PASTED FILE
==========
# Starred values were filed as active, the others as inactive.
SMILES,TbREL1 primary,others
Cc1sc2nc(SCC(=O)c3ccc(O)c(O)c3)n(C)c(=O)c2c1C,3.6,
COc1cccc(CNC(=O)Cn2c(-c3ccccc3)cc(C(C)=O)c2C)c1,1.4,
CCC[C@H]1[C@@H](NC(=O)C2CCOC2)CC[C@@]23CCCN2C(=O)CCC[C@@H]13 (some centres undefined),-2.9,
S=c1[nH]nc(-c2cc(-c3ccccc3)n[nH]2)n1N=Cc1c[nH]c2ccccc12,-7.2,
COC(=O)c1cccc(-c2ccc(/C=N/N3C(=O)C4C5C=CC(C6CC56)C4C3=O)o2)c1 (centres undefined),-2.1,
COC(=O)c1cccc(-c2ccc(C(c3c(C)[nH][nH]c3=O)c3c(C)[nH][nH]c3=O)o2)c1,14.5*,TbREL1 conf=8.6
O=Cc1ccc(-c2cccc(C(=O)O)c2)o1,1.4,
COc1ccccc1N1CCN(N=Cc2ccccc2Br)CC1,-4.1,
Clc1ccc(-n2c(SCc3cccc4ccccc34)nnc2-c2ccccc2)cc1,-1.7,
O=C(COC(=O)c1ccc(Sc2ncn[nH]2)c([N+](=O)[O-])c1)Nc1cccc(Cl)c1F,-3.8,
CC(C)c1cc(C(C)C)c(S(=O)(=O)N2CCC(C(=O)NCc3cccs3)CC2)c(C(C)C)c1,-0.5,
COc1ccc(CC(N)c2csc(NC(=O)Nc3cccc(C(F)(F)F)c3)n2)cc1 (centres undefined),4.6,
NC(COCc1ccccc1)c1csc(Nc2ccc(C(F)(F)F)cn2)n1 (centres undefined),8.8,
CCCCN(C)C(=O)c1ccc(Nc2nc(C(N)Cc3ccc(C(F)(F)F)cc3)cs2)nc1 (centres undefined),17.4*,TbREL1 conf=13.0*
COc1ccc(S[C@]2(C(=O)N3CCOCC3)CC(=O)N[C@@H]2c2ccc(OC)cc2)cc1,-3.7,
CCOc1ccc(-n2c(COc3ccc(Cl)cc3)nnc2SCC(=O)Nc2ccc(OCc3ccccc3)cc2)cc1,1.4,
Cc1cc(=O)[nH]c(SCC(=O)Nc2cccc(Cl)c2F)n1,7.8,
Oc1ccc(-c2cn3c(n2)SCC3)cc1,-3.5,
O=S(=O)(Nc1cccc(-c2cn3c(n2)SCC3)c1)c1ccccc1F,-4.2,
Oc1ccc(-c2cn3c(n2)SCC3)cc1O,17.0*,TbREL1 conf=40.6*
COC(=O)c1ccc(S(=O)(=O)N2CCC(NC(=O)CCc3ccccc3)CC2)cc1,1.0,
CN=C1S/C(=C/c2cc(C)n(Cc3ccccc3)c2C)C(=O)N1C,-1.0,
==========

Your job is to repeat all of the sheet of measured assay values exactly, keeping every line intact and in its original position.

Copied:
# Starred values were filed as active, the others as inactive.
SMILES,TbREL1 primary,others
Cc1sc2nc(SCC(=O)c3ccc(O)c(O)c3)n(C)c(=O)c2c1C,3.6,
COc1cccc(CNC(=O)Cn2c(-c3ccccc3)cc(C(C)=O)c2C)c1,1.4,
CCC[C@H]1[C@@H](NC(=O)C2CCOC2)CC[C@@]23CCCN2C(=O)CCC[C@@H]13 (some centres undefined),-2.9,
S=c1[nH]nc(-c2cc(-c3ccccc3)n[nH]2)n1N=Cc1c[nH]c2ccccc12,-7.2,
COC(=O)c1cccc(-c2ccc(/C=N/N3C(=O)C4C5C=CC(C6CC56)C4C3=O)o2)c1 (centres undefined),-2.1,
COC(=O)c1cccc(-c2ccc(C(c3c(C)[nH][nH]c3=O)c3c(C)[nH][nH]c3=O)o2)c1,14.5*,TbREL1 conf=8.6
O=Cc1ccc(-c2cccc(C(=O)O)c2)o1,1.4,
COc1ccccc1N1CCN(N=Cc2ccccc2Br)CC1,-4.1,
Clc1ccc(-n2c(SCc3cccc4ccccc34)nnc2-c2ccccc2)cc1,-1.7,
O=C(COC(=O)c1ccc(Sc2ncn[nH]2)c([N+](=O)[O-])c1)Nc1cccc(Cl)c1F,-3.8,
CC(C)c1cc(C(C)C)c(S(=O)(=O)N2CCC(C(=O)NCc3cccs3)CC2)c(C(C)C)c1,-0.5,
COc1ccc(CC(N)c2csc(NC(=O)Nc3cccc(C(F)(F)F)c3)n2)cc1 (centres undefined),4.6,
NC(COCc1ccccc1)c1csc(Nc2ccc(C(F)(F)F)cn2)n1 (centres undefined),8.8,
CCCCN(C)C(=O)c1ccc(Nc2nc(C(N)Cc3ccc(C(F)(F)F)cc3)cs2)nc1 (centres undefined),17.4*,TbREL1 conf=13.0*
COc1ccc(S[C@]2(C(=O)N3CCOCC3)CC(=O)N[C@@H]2c2ccc(OC)cc2)cc1,-3.7,
CCOc1ccc(-n2c(COc3ccc(Cl)cc3)nnc2SCC(=O)Nc2ccc(OCc3ccccc3)cc2)cc1,1.4,
Cc1cc(=O)[nH]c(SCC(=O)Nc2cccc(Cl)c2F)n1,7.8,
Oc1ccc(-c2cn3c(n2)SCC3)cc1,-3.5,
O=S(=O)(Nc1cccc(-c2cn3c(n2)SCC3)c1)c1ccccc1F,-4.2,
Oc1ccc(-c2cn3c(n2)SCC3)cc1O,17.0*,TbREL1 conf=40.6*
COC(=O)c1ccc(S(=O)(=O)N2CCC(NC(=O)CCc3ccccc3)CC2)cc1,1.0,
CN=C1S/C(=C/c2cc(C)n(Cc3ccccc3)c2C)C(=O)N1C,-1.0,